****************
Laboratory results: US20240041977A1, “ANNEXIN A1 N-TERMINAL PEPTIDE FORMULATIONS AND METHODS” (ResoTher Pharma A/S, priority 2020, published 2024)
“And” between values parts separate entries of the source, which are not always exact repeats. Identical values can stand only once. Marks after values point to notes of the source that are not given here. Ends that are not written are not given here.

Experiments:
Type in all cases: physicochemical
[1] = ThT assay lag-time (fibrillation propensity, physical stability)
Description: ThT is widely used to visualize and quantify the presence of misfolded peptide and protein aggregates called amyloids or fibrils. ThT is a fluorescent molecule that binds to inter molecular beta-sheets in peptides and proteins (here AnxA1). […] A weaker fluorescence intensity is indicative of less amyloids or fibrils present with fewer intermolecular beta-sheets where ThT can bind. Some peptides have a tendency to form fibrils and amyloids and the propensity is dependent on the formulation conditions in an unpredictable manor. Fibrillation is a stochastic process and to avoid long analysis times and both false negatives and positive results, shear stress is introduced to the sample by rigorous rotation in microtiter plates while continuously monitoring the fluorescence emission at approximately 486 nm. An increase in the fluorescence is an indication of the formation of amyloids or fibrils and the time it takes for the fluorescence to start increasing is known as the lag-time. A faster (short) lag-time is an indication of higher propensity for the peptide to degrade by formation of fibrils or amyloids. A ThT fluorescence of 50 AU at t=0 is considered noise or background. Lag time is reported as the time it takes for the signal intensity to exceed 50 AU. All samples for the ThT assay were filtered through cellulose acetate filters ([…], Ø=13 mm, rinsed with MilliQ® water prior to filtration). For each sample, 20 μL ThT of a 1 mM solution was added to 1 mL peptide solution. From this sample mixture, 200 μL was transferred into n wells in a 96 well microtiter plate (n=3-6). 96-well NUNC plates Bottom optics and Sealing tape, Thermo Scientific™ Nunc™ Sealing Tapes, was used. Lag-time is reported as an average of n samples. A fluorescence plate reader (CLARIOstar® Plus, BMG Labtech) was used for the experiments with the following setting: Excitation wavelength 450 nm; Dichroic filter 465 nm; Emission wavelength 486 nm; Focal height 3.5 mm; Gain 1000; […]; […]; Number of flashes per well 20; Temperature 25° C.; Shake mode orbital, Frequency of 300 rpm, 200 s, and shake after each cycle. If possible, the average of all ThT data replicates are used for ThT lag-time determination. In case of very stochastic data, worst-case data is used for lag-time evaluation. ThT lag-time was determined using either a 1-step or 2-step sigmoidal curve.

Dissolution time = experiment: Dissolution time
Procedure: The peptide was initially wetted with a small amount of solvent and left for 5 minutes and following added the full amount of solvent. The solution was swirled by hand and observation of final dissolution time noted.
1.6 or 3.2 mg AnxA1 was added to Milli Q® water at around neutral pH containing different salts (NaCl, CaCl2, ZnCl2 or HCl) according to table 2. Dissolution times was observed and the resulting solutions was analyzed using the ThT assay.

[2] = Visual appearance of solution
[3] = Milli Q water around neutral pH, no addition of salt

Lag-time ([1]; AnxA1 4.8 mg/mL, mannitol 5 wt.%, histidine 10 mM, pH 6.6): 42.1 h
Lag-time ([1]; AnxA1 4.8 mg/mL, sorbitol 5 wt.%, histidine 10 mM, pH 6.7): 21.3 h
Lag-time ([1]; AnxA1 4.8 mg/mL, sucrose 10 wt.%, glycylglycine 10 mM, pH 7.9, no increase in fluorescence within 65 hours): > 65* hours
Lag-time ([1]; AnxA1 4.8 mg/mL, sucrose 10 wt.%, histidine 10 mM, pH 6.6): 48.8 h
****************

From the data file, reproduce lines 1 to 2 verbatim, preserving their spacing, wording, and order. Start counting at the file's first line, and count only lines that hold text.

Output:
Laboratory results: US20240041977A1, “ANNEXIN A1 N-TERMINAL PEPTIDE FORMULATIONS AND METHODS” (ResoTher Pharma A/S, priority 2020, published 2024)
“And” between values parts separate entries of the source, which are not always exact repeats. Identical values can stand only once. Marks after values point to notes of the source that are not given here. Ends that are not written are not given here.